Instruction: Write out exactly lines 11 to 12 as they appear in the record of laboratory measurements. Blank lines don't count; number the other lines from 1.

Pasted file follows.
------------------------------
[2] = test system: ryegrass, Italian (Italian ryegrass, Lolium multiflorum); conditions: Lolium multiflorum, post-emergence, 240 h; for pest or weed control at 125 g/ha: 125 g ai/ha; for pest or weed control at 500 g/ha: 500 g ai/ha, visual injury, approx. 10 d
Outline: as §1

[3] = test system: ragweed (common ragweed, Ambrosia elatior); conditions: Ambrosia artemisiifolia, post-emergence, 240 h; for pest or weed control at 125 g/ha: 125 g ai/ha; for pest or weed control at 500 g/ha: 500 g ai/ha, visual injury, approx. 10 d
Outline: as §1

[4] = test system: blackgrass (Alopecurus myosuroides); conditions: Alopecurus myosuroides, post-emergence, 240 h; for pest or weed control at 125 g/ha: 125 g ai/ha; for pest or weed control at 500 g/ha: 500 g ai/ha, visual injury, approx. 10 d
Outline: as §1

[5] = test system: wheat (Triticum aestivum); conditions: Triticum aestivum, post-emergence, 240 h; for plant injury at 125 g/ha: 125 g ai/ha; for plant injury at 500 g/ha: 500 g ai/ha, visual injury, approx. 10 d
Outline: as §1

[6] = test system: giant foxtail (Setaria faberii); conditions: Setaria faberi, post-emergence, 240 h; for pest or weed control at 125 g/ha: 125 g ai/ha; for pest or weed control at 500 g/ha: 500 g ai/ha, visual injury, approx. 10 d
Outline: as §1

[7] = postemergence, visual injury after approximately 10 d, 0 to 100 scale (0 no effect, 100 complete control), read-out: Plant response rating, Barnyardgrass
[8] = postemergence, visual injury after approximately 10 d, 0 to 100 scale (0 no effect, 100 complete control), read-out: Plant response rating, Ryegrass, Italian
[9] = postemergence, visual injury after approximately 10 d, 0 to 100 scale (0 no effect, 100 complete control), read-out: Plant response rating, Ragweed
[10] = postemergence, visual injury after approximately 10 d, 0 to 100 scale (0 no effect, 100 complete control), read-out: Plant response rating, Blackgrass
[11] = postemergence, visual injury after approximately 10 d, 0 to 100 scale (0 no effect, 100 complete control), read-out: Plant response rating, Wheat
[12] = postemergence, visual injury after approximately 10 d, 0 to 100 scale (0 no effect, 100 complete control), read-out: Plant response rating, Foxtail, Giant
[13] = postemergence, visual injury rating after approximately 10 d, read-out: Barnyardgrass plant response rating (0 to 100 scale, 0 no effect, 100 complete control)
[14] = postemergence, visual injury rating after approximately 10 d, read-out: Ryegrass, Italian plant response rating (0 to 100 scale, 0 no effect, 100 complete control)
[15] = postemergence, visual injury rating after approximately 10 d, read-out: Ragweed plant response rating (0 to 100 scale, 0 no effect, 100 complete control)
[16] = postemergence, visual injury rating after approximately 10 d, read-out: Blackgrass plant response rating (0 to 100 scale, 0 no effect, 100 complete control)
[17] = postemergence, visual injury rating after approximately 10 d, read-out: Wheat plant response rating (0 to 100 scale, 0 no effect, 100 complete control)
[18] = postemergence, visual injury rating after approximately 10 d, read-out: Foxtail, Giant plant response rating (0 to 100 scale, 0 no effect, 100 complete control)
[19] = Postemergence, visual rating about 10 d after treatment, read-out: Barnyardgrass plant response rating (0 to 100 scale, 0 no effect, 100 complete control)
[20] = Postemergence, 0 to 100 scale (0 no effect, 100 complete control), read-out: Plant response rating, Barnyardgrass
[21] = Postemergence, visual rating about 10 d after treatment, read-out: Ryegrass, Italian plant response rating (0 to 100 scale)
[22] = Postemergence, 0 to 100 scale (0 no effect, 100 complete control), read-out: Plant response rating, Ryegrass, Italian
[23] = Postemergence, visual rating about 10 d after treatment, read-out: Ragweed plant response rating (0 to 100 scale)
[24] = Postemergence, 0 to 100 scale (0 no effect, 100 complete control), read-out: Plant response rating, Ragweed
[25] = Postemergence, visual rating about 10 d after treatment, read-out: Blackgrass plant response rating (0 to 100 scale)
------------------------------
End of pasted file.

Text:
[7] = postemergence, visual injury after approximately 10 d, 0 to 100 scale (0 no effect, 100 complete control), read-out: Plant response rating, Barnyardgrass
[8] = postemergence, visual injury after approximately 10 d, 0 to 100 scale (0 no effect, 100 complete control), read-out: Plant response rating, Ryegrass, Italian